Wednesday, January 07, 2015
Lost in Space 50th Anniversary Blogging: "The Derelict" (September 22, 1965)
In “The Derelict,” the second-ever episode of Lost in Space (1965 – 1968), Maureen Robinson (June Lockhart) dons a space suit and attempts to save John (Guy Williams), who is outside the Jupiter 2 on a delicate repair mission gone awry.
As the Robinson parents attempt to return inside the vessel, the airlock jams and a flaming comet nears. If they can’t make it inside the ship’s protective hull, they will burn up.
A last minute rescue brings the Robinson elders inside, and sometime later, John reflects in his journal that the Jupiter 2 must have gone through hyperspace at some point, which accounts for its extreme distance from Earth, and the crew’s inability to pinpoint the ship’s location. Robinson also declares that the man responsible for the ship’s plight, Dr. Smith (Jonathan Harris) will henceforth be treated as a “stowaway.”
Even as Alpha Control declares “America’s first space family” lost, Will (Bill Mumy) picks up a signal somewhere nearby the Jupiter 2. Smith suspects his own people are attempting to rescue him, but the truth is far mysterious. The source of the signal is a derelict of alien origin.
The Jupiter 2 is pulled inside the derelict, and John uses the opportunity to search the vessel for a star map that could pinpoint their location. Meanwhile, Will discovers the denizens of the ship...and Dr. Smith promptly shoots one of the aliens.
“The Derelict” has always been one of my favorite episodes of Lost in Space because I enjoy both the idea of humans encountering a mysterious alien space vessel, and because the aliens -- weird, electrically-charged bubble-things -- are not humanoid in design
Still, on this re-watch I couldn’t help but notice how long it takes to get to the central action. The first portion of the episode, with Maureen and John still on an ill-fated spacewalk takes forever to resolve.
And everything is slowed down exponentially by the creative choice to act as if outer space is water, and all physical movements are occurring, essentially, in molasses. The end of “The Reluctant Stowaway” and the beginning of “The Derelict” are harmed to a large extent by the fact that the story -- and the characters themselves -- move so slowly. This is one area where the fifty year old series has not held up well.
Once the Jupiter 2 enters the alien ship (which folds open in glorious, mid-1960s, pre-CGI miniature work…), the action picks up. The Robinsons are confronted with an unknown species, a spaceship interior littered in cob-webs, and then truly alien appearing beings. Leave it to Dr. Smith to turn an opportunity for friendship into a disastrous first contact experience.
Still, this “chance encounter” with the aliens grants the Robinsons the information they need. And they set off towards a nearby planet, where they hope to settle. The setting of the alien ship provides some great production design. I like the weird computer alcove, where Major West and John Robinson seek to extract information. And the alien first emerges (near Will) behind an area that looks very much like brain matter.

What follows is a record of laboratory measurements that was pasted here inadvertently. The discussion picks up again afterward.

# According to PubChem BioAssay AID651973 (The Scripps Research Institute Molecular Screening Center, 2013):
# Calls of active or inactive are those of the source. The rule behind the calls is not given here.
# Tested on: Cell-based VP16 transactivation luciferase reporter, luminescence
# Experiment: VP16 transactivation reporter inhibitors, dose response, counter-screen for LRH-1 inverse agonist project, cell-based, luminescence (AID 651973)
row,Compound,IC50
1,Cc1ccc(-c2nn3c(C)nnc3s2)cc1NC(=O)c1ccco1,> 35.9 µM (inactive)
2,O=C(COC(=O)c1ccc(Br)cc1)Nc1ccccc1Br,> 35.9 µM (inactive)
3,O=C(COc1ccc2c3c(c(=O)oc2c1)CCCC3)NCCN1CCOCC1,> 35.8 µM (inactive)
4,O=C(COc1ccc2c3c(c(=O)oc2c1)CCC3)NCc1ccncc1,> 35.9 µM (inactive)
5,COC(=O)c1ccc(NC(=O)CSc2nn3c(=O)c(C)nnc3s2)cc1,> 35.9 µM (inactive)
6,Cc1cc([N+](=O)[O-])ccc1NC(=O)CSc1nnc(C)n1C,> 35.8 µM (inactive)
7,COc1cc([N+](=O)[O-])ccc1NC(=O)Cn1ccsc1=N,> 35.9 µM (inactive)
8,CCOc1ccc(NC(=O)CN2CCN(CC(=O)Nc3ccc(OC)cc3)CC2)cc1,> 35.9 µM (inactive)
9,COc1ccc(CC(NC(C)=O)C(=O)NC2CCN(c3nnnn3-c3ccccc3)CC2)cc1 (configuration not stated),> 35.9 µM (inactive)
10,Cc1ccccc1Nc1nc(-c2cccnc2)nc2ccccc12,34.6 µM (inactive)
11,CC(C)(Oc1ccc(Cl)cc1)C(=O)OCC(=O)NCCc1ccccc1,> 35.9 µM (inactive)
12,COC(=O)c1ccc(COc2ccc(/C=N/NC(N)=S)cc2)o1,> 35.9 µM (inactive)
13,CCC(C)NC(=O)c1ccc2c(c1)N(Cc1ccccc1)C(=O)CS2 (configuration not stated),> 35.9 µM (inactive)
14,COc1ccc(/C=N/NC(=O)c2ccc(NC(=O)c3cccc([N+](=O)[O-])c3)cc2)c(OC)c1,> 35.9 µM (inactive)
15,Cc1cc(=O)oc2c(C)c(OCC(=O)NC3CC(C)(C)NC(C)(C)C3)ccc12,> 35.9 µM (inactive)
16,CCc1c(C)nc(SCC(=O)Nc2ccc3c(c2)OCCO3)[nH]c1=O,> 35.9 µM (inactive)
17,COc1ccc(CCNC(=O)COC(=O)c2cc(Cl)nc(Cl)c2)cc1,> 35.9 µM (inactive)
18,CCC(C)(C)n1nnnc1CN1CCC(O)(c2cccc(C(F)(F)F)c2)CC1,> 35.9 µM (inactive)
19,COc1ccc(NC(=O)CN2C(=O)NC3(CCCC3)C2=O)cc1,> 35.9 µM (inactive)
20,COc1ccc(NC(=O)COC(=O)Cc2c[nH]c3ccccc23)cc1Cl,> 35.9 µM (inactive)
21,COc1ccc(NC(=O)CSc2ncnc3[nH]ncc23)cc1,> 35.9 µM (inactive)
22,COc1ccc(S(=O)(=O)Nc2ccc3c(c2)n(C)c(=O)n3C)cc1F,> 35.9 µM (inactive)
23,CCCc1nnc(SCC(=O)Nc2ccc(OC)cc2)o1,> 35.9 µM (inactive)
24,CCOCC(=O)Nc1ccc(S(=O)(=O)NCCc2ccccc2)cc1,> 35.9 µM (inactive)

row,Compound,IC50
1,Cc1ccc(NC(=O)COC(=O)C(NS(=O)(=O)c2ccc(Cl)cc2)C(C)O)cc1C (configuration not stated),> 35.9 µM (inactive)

After so much 1960s “future” tech in the first episode, the interior of the derelict -- dark and frightening -- makes a great visual diversion.
Indeed, I like the mysterious aspects of “The Derelict,” and the idea that the Robinsons are now un-tethered from Earth not only in terms of location and communication, but in terms of chronology. They reckon here with a spaceship that could be ages old, and certainly is the product of a culture far different from their own.
The special effects in this episode area all extraordinary, from the comet that approaches the Jupiter 2 to the composites from the ship’s control room that show the approach to the derelict. The landing sequence of the Jupiter 2, in dark, chaotic terrain, also holds up remarkably well. Perhaps aided by the moody black-and-white photography, these moments don’t show their age at all.
The alien beings -- when they are first seen -- are similarly impressive. Non-humanoid in design, they appear to be genuinely from a different world and different form of evolution. They only time they don’t impress is during the final chase, when they seem to scoot across the ship’s floor as if on wheels (like Daleks).
In terms of characterization, and in particular, Dr. Smith, John Robinson is right to treat him as a “stowaway” but in the very next episode, “Islands in the Sky,” he still has free run of the ship. There’s an old joke (originated by David Gerrold?) about Dr. Smith being given a tour of the nearest airlock. There are times in these early episodes, with lives grievously threatened, that Smith is treated too well by the others. He is constantly endangering the crew, and represents not just a current threat, but a future threat as well. If I were Robinson, I might not have tossed him out the airlock, but rather marooned him on that alien derelict and let him take his chances with the crew that he attacked.
That’s his problem…let him clean it up.
Speaking of airlocks, we’re only in episode two of Lost in Space at this juncture, and already the Jupiter 2 is malfunctioning a lot. A sensor stops working. The airlock jams. And so on. This thing needed a shakedown cruise!
Next week: “Islands in the Sky.”
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